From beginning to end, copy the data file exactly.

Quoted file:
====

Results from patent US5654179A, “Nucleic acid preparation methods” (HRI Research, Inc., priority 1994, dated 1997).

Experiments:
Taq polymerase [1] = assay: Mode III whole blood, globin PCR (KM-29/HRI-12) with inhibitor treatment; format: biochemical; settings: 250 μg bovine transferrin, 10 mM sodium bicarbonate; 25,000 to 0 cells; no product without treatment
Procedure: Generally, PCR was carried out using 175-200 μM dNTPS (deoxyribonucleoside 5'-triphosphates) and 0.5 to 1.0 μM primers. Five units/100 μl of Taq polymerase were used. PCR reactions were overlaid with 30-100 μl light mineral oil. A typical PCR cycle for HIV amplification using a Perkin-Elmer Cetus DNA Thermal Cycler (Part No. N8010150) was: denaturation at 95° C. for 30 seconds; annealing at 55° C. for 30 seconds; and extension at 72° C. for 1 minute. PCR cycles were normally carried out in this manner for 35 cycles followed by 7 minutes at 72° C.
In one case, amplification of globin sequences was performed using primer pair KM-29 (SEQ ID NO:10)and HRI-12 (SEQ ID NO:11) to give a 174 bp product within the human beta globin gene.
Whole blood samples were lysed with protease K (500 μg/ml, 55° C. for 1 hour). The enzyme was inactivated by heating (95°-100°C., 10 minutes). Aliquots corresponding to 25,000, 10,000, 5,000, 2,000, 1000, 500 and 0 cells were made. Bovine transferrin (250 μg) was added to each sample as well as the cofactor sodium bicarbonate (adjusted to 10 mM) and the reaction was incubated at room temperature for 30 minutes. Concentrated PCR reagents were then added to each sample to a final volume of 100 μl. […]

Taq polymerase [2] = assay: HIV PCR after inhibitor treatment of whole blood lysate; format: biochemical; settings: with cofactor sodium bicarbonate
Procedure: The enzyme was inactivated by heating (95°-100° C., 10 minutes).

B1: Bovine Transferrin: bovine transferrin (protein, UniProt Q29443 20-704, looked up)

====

Results from patent US5654179A, “Nucleic acid preparation methods” (HRI Research, Inc., priority 1994, dated 1997).

Experiments:
Taq polymerase [1] = assay: Mode III whole blood, globin PCR (KM-29/HRI-12) with inhibitor treatment; format: biochemical; settings: 250 μg bovine transferrin, 10 mM sodium bicarbonate; 25,000 to 0 cells; no product without treatment
Procedure: Generally, PCR was carried out using 175-200 μM dNTPS (deoxyribonucleoside 5'-triphosphates) and 0.5 to 1.0 μM primers. Five units/100 μl of Taq polymerase were used. PCR reactions were overlaid with 30-100 μl light mineral oil. A typical PCR cycle for HIV amplification using a Perkin-Elmer Cetus DNA Thermal Cycler (Part No. N8010150) was: denaturation at 95° C. for 30 seconds; annealing at 55° C. for 30 seconds; and extension at 72° C. for 1 minute. PCR cycles were normally carried out in this manner for 35 cycles followed by 7 minutes at 72° C.
In one case, amplification of globin sequences was performed using primer pair KM-29 (SEQ ID NO:10)and HRI-12 (SEQ ID NO:11) to give a 174 bp product within the human beta globin gene.
Whole blood samples were lysed with protease K (500 μg/ml, 55° C. for 1 hour). The enzyme was inactivated by heating (95°-100°C., 10 minutes). Aliquots corresponding to 25,000, 10,000, 5,000, 2,000, 1000, 500 and 0 cells were made. Bovine transferrin (250 μg) was added to each sample as well as the cofactor sodium bicarbonate (adjusted to 10 mM) and the reaction was incubated at room temperature for 30 minutes. Concentrated PCR reagents were then added to each sample to a final volume of 100 μl. […]

Taq polymerase [2] = assay: HIV PCR after inhibitor treatment of whole blood lysate; format: biochemical; settings: with cofactor sodium bicarbonate
Procedure: The enzyme was inactivated by heating (95°-100° C., 10 minutes).

B1: Bovine Transferrin: bovine transferrin (protein, UniProt Q29443 20-704, looked up)